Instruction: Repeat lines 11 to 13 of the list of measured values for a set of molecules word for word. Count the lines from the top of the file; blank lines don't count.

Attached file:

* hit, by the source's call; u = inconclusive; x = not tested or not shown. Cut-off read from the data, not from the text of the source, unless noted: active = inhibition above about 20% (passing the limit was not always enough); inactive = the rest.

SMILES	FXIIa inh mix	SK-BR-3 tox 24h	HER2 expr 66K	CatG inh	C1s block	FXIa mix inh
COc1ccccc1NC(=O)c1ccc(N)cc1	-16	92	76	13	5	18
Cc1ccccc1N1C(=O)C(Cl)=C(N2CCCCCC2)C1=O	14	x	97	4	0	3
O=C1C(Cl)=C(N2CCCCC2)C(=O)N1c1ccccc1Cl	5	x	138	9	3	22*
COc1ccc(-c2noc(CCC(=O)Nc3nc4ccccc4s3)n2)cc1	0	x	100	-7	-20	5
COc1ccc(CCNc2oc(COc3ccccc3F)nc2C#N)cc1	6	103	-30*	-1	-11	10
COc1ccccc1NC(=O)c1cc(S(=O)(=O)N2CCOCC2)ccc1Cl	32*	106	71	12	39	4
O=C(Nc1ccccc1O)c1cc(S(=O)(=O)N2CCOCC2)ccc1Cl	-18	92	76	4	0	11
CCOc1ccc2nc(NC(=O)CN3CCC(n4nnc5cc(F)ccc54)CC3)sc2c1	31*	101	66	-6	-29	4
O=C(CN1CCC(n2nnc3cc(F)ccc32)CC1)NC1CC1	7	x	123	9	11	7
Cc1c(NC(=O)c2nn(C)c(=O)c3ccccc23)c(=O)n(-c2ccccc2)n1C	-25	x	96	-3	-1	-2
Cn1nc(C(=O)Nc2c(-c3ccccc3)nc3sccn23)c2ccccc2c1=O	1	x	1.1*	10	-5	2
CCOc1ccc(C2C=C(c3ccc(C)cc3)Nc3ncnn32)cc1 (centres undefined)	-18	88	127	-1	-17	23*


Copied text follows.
O=C(CN1CCC(n2nnc3cc(F)ccc32)CC1)NC1CC1	7	x	123	9	11	7
Cc1c(NC(=O)c2nn(C)c(=O)c3ccccc23)c(=O)n(-c2ccccc2)n1C	-25	x	96	-3	-1	-2
Cn1nc(C(=O)Nc2c(-c3ccccc3)nc3sccn23)c2ccccc2c1=O	1	x	1.1*	10	-5	2